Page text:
An embodiment of the invention is a method of attenuating expression of Frizzled Related Protein-1 mRNA of a subject, the method comprising administering to the subject a composition comprising an effective amount of interfering RNA having a length of 19 to 49 nucleotides and a pharmaceutically acceptable carrier. The expression of Frizzled Related Protein-1 mRNA is attenuated thereby.
Another embodiment of the invention is a method of treating glaucoma in a subject in need thereof is an embodiment of the invention. The method comprises administering to an eye of the subject a composition comprising an effective amount of interfering RNA having a length of 19 to 49 nucleotides, and a pharmaceutically acceptable carrier. The glaucoma is treated thereby. The subject is a human and the human has glaucoma in one embodiment of the invention. In another embodiment, the subject is a human and the human is at risk of developing glaucoma.
For the above cited embodiments, the interfering RNA comprises a region of at least 13 contiguous nucleotides having at least 90% sequence complementarity to, or at least 90% sequence identity with, the penultimate 13 nucleotides of the 3′ end of an mRNA corresponding to any one of SEQ ID NO:2, SEQ ID NO:8-SEQ ID NO:190, and SEQ ID NO:192.
In further embodiments of the above-cited methods, the composition further comprises a second interfering RNA having a length of 19 to 49 nucleotides and comprising a region of at least 13 contiguous nucleotides having at least 90% sequence complementarity to, or at least 90% sequence identity with, the penultimate 13 nucleotides of the 3′ end of a second mRNA corresponding to any one of SEQ ID NO:2, SEQ ID NO:8-SEQ ID NO:190, and SEQ ID NO:192.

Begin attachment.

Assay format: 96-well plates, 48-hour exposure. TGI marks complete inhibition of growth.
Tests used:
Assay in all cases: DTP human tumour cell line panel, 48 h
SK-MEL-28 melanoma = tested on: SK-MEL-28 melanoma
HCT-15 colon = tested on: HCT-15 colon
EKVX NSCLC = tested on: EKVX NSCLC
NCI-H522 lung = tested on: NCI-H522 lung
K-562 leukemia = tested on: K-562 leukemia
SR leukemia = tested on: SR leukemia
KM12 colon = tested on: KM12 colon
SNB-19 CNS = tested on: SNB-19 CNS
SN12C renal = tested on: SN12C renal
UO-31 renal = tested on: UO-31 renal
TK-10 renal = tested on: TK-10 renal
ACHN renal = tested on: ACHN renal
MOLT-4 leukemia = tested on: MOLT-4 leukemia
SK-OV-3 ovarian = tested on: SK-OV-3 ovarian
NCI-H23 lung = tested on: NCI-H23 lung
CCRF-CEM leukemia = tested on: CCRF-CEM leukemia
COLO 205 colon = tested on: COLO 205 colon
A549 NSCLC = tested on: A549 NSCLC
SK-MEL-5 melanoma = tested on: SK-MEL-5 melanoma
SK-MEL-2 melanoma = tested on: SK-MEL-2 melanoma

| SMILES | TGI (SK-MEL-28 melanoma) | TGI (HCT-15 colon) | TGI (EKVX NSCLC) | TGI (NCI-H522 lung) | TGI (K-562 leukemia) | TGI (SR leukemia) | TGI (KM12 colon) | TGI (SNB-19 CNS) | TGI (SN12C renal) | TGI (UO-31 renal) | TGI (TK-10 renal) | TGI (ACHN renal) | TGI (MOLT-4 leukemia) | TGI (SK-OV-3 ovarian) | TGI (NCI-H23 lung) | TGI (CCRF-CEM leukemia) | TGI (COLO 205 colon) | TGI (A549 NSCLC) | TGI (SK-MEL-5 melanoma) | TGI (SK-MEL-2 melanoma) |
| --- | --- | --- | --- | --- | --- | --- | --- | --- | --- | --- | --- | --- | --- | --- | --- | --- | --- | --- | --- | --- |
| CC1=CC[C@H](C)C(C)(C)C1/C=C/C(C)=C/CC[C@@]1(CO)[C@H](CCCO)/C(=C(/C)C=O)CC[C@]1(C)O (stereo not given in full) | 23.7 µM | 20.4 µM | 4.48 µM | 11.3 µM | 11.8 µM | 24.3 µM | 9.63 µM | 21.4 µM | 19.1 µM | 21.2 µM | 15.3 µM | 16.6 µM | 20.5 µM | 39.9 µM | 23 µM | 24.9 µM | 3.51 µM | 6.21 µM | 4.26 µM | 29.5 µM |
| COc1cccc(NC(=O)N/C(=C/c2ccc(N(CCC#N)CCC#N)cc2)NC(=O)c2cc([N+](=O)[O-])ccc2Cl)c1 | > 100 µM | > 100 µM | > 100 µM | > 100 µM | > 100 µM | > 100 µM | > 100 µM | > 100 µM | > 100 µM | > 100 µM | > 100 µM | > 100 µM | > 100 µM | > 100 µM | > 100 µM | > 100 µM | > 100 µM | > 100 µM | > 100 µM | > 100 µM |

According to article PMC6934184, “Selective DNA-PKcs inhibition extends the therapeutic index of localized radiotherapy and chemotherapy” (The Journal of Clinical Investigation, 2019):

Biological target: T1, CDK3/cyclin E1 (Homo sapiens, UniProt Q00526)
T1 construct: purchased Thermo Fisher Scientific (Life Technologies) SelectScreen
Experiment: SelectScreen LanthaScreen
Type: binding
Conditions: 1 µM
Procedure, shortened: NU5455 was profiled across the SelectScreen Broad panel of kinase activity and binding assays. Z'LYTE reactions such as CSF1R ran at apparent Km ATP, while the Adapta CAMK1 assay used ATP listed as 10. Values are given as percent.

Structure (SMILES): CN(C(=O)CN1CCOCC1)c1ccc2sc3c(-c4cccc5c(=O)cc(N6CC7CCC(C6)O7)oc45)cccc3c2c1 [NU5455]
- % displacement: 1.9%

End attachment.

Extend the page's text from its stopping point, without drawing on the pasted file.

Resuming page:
In yet another embodiment of the invention, a method of attenuating expression of Frizzled Related Protein-1 mRNA of a subject comprises administering to the subject a composition comprising an effective amount of interfering RNA having a length of 19 to 49 nucleotides and a pharmaceutically acceptable carrier and the interfering RNA comprises a sense nucleotide strand, an antisense nucleotide strand, and a region of at least near-perfect contiguous complementarity of at least 19 nucleotides where the antisense strand hybridizes under physiological conditions to a portion of mRNA corresponding to SEQ ID NO:1 or SEQ ID NO:191, and has a region of at least near-perfect contiguous complementarity of at least 19 nucleotides with the hybridizing portion of mRNA corresponding to SEQ ID NO:1 or SEQ ID NO:191, respectively. The expression of Frizzled Related Protein-1 mRNA is attenuated thereby.